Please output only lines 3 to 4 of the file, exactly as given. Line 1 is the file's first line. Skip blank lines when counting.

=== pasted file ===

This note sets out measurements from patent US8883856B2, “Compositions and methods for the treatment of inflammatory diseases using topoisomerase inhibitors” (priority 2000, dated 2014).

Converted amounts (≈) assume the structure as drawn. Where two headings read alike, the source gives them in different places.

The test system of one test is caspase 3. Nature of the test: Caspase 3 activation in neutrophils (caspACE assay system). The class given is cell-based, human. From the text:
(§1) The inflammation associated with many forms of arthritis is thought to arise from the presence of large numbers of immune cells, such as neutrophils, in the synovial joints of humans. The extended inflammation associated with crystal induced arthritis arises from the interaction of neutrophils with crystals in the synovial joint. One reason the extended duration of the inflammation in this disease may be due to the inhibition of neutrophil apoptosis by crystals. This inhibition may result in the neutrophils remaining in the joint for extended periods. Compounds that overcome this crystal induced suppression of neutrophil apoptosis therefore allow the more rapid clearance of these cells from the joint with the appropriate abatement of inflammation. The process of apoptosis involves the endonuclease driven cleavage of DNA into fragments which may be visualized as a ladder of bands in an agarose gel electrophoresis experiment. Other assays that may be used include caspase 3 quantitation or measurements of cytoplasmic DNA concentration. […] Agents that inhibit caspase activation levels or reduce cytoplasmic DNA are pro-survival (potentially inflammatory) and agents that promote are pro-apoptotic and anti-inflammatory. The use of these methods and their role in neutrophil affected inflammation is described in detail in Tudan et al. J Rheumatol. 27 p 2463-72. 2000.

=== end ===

The test system of one test is caspase 3. Nature of the test: Caspase 3 activation in neutrophils (caspACE assay system). The class given is cell-based, human. From the text:
(§1) The inflammation associated with many forms of arthritis is thought to arise from the presence of large numbers of immune cells, such as neutrophils, in the synovial joints of humans. The extended inflammation associated with crystal induced arthritis arises from the interaction of neutrophils with crystals in the synovial joint. One reason the extended duration of the inflammation in this disease may be due to the inhibition of neutrophil apoptosis by crystals. This inhibition may result in the neutrophils remaining in the joint for extended periods. Compounds that overcome this crystal induced suppression of neutrophil apoptosis therefore allow the more rapid clearance of these cells from the joint with the appropriate abatement of inflammation. The process of apoptosis involves the endonuclease driven cleavage of DNA into fragments which may be visualized as a ladder of bands in an agarose gel electrophoresis experiment. Other assays that may be used include caspase 3 quantitation or measurements of cytoplasmic DNA concentration. […] Agents that inhibit caspase activation levels or reduce cytoplasmic DNA are pro-survival (potentially inflammatory) and agents that promote are pro-apoptotic and anti-inflammatory. The use of these methods and their role in neutrophil affected inflammation is described in detail in Tudan et al. J Rheumatol. 27 p 2463-72. 2000.